I believe that both my own Front Bench and the Government are too complacent about teacher supply. According to the figures for the last six years, the rate of increase has diminished each year. The average increase up to last year was 4,000; for the current year it is 2,000. That situation requires close examination. It could lead to a crisis if and when the school-leaving age is raised. The right hon. Lady knows that the Chairman of the Association of Teachers in Colleges and Departments of Education has expressed concern about this. At the annual conference of the Association in December, he said:
“Admission figures to be published in February will show that intake to colleges of education in 1970 was 1,600 under target, and registrations for admission in 1971 are 4 per cent. down on those for 1970. These facts must cause great anxiety to all who are concerned about the work of our schools.”
Nor did it help for the right hon. Lady to say in her speech at Buxton to the North of England Education Conference:
“It is a serious question whether, in the second half of this decade, it will be right to continue the output of teachers at the present rate.”
I say at once that in relation to more educational aids and assistants, which was what she was referring to, I think that she was right to ask that question, but she was certainly wrong to be asking it in [column 1293]1971. To be talking about a possible reduction of teachers under training four years ahead may cause a reduction in applications for the teaching profession and it has affected the morale of the already hard-pressed teachers in the schools.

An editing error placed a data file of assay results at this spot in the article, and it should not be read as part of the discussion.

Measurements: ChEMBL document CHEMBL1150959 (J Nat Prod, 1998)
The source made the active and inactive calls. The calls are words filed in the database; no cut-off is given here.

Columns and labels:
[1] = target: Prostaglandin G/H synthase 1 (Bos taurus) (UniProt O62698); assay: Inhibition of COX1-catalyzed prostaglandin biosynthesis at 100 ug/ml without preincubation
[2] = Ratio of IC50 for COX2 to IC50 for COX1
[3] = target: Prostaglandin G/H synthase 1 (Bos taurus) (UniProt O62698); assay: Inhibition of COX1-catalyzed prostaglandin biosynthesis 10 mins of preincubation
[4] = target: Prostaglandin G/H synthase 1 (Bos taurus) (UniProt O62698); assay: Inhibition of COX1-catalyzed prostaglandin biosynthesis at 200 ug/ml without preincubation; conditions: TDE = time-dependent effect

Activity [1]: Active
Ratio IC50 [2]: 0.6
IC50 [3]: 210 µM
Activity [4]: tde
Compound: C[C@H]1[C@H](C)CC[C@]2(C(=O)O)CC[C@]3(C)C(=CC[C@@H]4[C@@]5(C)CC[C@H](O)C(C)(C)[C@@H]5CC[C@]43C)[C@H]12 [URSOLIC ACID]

The Under-Secretary of State, in Parliamentary answers to me, has expressed considerable satisfaction at the increasing number of graduates undertaking teacher training. I am not a mathematician but I believe that this is misplaced optimism, because the figures he has given me also show a diminution in the increase over the last two years. I hope that there will be no complacency about that. In any case, as is well known, the number of graduates undertaking post-graduate courses is only about one-sixth of the total number of teachers in training—a considerable minority. However, I welcome the optimism which has been shown, even if I doubt the statistics.
There are many urgent problems in education today which require solution. Because of the time at my disposal, I have devoted myself only to two of the most important—the way in which comprehensive education is developing and the teacher-supply position. The Government are ignoring the first and are too complacent about the second. For the sake of generations of children to come, I hope that they will give more serious attention to these problems.